PORTLAND, Ore. – Lifeguards had to jump into action again on Tuesday at the same stretch of river where a young boy was swept away by the current on Sunday and presumably drowned.
A KATU News crew was at Glenn Otto Park along the Sandy River speaking with lifeguards about river safety when two boys – who were wearing life jackets – and their grandfather needed help after getting caught in the current.
A lifeguard in a kayak and a second on a paddleboard rushed after the struggling swimmers and safely pulled them out of the water.
They were not hurt. Lifeguards say it’s an example of what happens at the park almost daily.
There are no limits on how many people can be in the river at the park or where they can swim; there is also no maximum number of lifeguards who have to be on duty.
The lifeguard program at Glenn Otto Park is run by AMR Ambulance. A company spokesman said on most days there are two lifeguards at the park. On extremely hot days where they expect lots of swimmers AMR will add a third lifeguard.
AMR also offers free loaner life jackets for any swimmers at the park.
Lifeguards say using those life jackets is the most important thing swimmers can do to keep themselves safe.
“It doesn’t matter how many lifeguards you have, the odds are you aren’t going to see everybody doing everything all the time,” said AMR spokesman Randy Lauer.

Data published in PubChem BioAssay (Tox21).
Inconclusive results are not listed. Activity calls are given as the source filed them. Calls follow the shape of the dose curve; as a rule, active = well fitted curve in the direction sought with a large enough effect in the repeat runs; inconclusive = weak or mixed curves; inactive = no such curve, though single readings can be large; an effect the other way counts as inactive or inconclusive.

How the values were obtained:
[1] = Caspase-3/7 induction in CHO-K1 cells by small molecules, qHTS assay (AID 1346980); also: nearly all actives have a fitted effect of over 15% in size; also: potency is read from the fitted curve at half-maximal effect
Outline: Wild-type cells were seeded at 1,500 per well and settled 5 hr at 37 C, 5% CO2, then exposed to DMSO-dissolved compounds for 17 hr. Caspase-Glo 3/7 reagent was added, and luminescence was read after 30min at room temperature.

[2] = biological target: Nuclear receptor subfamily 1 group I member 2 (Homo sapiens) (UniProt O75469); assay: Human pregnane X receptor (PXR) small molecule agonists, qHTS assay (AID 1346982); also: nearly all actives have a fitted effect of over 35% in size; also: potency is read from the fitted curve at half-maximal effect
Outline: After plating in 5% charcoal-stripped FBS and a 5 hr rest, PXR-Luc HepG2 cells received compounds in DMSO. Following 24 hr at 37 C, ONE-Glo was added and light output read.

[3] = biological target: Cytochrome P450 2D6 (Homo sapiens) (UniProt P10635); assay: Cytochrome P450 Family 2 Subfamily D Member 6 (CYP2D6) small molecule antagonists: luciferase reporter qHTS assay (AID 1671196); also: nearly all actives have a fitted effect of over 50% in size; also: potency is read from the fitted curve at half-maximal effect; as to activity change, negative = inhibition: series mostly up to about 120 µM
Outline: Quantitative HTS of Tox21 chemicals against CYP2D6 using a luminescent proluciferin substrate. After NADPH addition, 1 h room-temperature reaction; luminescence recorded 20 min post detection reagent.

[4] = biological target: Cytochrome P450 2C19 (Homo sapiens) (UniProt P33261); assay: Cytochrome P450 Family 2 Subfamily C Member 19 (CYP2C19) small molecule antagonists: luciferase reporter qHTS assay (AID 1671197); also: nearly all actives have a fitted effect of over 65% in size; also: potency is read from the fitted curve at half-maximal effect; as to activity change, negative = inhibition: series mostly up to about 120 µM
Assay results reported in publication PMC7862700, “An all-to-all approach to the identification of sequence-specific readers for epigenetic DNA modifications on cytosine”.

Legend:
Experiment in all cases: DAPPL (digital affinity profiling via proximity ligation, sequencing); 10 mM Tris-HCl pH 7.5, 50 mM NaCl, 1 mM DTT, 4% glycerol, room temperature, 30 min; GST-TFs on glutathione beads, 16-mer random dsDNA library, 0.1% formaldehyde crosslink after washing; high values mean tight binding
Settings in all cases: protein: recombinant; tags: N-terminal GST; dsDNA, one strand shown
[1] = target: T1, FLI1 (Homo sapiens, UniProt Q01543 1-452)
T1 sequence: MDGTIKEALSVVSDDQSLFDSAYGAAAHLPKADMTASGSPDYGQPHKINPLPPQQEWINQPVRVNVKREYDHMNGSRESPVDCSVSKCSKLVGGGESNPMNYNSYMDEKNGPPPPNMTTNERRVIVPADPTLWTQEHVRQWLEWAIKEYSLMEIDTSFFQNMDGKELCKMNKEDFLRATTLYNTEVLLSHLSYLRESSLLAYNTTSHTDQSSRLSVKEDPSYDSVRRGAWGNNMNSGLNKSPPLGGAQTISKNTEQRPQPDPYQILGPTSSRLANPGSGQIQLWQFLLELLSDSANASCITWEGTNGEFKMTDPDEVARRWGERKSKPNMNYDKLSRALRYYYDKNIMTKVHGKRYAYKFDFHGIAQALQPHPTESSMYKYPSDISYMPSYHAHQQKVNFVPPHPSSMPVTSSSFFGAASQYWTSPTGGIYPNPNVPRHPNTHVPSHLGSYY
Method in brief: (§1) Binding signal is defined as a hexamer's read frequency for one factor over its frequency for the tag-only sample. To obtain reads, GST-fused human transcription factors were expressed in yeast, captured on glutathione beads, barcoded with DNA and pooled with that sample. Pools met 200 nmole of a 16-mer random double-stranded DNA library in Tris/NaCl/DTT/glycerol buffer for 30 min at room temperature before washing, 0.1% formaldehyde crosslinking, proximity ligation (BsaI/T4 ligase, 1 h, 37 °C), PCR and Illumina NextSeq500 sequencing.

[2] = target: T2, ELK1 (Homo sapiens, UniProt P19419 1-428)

Troutdale City Council president Norman Thomas told KATU on Tuesday that he thinks all kids should be required to wear life jackets while swimming at the park. Lauer with AMR said he also thinks the city should require it.
"It's almost a no-brainer. Under state law a child under the age of 12 has to wear a PFD (life jacket) if they're in a boat, so it just makes sense that it's more important to wear one in the water," Lauer said.
Rescues at Glenn Otto Park are common because the water is so swift. Before the lifeguard program started 15 years ago Lauer said an average of two people drowned there each summer.
There hasn’t been a fatal accident until Sunday evening when 7-year-old Asekur Rahman was swept away.
He was not seen again after he went under. Search and rescue crews significantly scaled back their search on Monday evening.
Boy's pillow used in ritual in hopes of finding him
Asekur's mother, Taslima Khatum, breathed in his scent from his pillow and kissed it. She then placed it into the river, hoping it follows the current that her son floated in Sunday and finds where his body might have come to rest.
Her English and her heart are broken but her 11-year-old daughter, Parvina, explained her grief is pure.
"He just liked to play a lot," she said.
Asekur's father, Khoshhal Jamal, is from Afghanistan and his mother is from Myanmar. The family has only lived in Portland for three years.
Friends of the family joined in the search. They watched Asekur's pillow floating to find its owner.
Sheer sadness was in his father's eyes. And in a moment of pride, Khoshhal Jamal showed a reporter his key chain with his son's photograph and the smiling face he wants to bring to rest.
"Maybe the pillow will find him," he said.
But on Tuesday, the pillow continued on its own path. So the family and their friends prayed on the riverbank.
The family said they plan to come back to the river every day for the rest of the week to pray and look for the boy's body.